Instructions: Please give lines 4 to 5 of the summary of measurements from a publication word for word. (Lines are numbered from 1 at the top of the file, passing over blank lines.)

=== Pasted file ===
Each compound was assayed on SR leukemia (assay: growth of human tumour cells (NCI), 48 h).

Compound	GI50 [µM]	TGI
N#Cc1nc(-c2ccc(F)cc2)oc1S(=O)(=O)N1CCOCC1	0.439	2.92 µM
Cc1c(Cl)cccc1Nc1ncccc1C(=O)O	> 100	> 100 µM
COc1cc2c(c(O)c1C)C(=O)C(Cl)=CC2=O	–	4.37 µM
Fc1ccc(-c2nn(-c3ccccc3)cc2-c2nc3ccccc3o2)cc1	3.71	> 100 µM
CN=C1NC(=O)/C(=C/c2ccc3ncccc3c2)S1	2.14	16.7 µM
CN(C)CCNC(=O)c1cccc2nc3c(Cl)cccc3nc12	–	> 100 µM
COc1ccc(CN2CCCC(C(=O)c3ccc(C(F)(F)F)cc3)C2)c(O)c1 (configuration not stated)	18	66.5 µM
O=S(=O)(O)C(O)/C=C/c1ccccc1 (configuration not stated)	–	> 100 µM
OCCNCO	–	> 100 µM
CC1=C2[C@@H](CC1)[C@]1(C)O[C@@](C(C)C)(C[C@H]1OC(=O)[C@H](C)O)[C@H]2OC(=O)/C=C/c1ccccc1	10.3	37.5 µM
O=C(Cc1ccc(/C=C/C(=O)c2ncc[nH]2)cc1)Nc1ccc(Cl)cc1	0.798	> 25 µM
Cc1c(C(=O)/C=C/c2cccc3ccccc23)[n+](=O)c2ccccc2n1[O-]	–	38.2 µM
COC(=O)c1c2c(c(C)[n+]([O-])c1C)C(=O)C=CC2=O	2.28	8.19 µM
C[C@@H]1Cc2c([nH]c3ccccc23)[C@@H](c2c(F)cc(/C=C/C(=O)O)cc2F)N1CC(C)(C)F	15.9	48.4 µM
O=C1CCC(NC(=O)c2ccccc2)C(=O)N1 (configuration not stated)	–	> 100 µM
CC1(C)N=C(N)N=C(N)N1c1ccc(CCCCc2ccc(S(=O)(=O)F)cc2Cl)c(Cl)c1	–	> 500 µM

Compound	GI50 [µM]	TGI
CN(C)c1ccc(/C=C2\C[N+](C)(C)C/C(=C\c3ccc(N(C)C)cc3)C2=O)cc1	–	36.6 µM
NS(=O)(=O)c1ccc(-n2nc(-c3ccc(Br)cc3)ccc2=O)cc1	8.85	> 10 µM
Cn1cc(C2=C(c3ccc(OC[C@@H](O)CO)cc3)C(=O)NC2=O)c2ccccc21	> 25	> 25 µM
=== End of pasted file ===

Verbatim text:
Cc1c(Cl)cccc1Nc1ncccc1C(=O)O	> 100	> 100 µM
COc1cc2c(c(O)c1C)C(=O)C(Cl)=CC2=O	–	4.37 µM